Armenia will host a joint military exercise with the US later this month.
The country is a longtime Russian ally but has repeatedly expressed its frustration with it.
This includes threatening to leave the Russia-led CSTO and refusing to host its military drills.
Armenia, long considered a close Russian ally, will host a joint military exercise with the US later this month, the latest in a series of apparent snubs by the country toward Russian President Vladimir Putin.
Armenia's defense ministry said the exercise, named "Eagle Partner 2023," is designed to help prepare its forces to join international peacekeeping missions, and will take place between September 11 and 20.
A US military spokesperson told Reuters that 85 US soldiers and 175 Armenian soldiers will take part in the exercise.
Russia and Armenia have a decadeslong relationship, with Armenia once being part of the Soviet Union and now part of many Russia-led international groups. Armenia also hosts a Russian military base.
But Armenia's frustration with Russia has been evident over the past two years.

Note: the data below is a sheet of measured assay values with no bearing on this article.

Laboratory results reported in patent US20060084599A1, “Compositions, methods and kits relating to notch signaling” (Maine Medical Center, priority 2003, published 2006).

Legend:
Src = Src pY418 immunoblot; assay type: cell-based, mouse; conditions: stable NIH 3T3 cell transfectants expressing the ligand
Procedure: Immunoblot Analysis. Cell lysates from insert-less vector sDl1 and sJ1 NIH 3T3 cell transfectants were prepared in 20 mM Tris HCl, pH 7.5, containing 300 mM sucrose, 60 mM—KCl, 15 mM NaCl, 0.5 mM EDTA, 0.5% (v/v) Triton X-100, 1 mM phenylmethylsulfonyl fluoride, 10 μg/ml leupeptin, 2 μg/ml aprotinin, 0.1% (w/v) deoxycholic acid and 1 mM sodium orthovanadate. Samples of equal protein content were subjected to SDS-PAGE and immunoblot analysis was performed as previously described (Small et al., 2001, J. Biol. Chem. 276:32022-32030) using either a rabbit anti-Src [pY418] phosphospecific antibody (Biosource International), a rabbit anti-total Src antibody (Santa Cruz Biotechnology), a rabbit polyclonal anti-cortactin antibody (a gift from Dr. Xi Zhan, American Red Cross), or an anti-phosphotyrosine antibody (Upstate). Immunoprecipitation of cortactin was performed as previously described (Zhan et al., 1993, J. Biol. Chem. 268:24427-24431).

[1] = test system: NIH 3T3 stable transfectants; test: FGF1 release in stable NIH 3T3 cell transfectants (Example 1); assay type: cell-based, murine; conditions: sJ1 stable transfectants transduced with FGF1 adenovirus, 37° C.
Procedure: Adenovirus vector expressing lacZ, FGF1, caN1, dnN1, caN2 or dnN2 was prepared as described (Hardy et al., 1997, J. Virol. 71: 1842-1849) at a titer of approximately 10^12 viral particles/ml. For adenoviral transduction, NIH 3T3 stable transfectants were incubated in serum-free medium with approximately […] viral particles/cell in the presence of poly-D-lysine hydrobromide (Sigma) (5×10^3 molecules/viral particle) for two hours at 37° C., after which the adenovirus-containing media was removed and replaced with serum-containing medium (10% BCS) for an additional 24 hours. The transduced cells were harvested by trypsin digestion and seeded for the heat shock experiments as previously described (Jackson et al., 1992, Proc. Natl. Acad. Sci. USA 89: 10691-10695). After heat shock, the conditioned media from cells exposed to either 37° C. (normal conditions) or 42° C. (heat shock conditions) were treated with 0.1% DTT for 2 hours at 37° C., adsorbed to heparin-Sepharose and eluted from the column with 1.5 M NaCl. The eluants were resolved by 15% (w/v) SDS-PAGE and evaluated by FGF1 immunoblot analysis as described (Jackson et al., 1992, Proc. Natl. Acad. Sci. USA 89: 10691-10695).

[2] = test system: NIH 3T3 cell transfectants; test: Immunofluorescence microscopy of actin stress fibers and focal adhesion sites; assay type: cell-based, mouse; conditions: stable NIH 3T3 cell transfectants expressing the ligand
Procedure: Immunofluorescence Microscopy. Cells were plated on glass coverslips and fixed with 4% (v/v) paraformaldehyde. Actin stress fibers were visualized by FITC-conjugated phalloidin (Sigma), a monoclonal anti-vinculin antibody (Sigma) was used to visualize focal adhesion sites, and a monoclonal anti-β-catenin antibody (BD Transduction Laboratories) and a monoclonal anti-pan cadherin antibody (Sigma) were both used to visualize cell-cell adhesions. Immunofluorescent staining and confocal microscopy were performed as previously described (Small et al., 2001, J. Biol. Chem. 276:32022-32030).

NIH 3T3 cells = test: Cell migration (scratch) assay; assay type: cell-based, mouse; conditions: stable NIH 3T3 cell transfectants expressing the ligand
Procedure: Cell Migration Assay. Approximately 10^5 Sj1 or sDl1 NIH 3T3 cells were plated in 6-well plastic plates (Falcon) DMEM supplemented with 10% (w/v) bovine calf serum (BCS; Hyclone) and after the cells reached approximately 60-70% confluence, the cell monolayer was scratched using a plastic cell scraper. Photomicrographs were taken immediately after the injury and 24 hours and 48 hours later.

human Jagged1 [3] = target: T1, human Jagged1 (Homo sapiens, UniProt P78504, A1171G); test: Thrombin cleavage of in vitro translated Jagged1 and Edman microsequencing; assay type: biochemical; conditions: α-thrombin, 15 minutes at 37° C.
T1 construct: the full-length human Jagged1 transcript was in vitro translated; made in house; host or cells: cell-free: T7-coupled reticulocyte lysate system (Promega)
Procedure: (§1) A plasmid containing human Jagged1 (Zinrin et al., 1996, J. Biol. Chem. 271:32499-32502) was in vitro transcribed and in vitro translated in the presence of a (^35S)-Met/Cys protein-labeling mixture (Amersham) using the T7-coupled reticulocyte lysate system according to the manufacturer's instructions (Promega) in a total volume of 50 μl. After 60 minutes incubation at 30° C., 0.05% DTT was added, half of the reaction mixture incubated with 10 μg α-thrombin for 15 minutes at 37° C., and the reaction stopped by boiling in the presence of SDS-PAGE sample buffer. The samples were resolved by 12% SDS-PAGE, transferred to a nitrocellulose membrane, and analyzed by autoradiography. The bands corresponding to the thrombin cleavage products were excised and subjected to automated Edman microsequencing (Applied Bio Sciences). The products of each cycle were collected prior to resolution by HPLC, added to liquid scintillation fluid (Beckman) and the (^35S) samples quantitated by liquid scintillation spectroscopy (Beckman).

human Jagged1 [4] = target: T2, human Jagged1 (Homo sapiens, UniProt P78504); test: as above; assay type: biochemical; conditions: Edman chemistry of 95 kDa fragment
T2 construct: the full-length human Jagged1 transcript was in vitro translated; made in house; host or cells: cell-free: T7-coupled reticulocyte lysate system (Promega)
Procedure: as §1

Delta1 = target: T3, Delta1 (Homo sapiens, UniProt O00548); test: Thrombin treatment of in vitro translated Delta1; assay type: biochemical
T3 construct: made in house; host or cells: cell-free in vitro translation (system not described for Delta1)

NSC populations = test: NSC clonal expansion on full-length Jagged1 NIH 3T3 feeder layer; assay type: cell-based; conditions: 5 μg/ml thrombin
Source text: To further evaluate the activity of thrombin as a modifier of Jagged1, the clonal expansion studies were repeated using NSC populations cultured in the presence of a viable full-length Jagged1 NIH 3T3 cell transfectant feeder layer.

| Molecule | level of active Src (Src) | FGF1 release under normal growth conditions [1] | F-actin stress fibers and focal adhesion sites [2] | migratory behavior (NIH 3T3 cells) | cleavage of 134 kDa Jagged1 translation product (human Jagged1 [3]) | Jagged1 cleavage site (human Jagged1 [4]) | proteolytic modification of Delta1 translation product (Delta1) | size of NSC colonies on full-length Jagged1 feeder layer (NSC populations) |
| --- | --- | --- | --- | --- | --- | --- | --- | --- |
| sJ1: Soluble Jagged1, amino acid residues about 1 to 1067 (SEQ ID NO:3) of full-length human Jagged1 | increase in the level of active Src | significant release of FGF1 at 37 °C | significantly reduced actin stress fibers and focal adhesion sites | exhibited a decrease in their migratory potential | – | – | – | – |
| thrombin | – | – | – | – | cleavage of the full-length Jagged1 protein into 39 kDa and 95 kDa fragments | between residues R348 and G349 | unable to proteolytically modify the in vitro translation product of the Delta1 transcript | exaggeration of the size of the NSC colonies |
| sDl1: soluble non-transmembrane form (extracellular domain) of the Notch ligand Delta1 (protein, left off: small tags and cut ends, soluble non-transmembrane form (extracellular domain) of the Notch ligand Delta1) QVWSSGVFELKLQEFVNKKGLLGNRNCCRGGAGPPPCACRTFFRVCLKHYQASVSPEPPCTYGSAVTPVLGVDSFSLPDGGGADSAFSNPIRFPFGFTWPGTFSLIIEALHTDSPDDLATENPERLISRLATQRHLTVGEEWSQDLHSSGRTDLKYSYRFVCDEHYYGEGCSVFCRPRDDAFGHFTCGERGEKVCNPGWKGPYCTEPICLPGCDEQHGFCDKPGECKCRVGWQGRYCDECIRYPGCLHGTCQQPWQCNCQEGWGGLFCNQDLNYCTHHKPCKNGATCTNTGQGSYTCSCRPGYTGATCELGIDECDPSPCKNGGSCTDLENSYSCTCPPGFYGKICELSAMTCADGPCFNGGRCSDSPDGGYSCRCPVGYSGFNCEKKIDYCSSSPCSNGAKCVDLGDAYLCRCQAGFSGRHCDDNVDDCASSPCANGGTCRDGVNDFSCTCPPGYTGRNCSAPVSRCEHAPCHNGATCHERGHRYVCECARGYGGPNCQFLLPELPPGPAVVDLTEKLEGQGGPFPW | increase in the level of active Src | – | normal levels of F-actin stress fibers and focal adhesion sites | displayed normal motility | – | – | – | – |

Armenia asked the CSTO, Russia's equivalent of NATO, of which it is a member, for assistance during recent border clashes with neighboring Azerbaijan. The Russia-led alliance didn't send military help, angering the country's prime minister, Nikol Pashinyan.
Pashinyan called the response "depressing" and "hugely damaging to the CSTO's image both in our country and abroad" and he physically distanced himself from Putin in a group photo and refused to sign a draft declaration during a summit.
In May, he said Armenia could leave the alliance if its benefits to his country weren't proven.
In January, Armenia canceled military drills with Russia, and in June Pashinyan said that his country was "not Russia's ally in the war with Ukraine" and that it felt trapped in the middle between Russia and the West.
Pashinyan said this month that relying on one nation to provide security, in his case Russia, was a "strategic mistake."
Experts have told Insider that Russia's invasion of Ukraine has exacerbated former Soviet Union member countries' frustrations with Russia, sparking doubts in those countries over whether Russia could protect them, and even fears they could become Russian targets themselves.
The invasion has accelerated the weakening of Russia's influence in the region, boosting Chinese and Turkey's efforts there, Thomas Graham, cofounder of Yale University's Russian, East European, and Eurasian studies program, told Insider.
Jaroslava Barbieri, an expert on Russia and post-Soviet states at the University of Birmingham, told Insider that Russia's regional reputation as a security provider has been left "in tatters."
Kremlin spokesman Dmitry Peskov said the latest development was concerning, "especially in the current situation. Therefore, we will deeply analyse this news and monitor the situation," according to Reuters.
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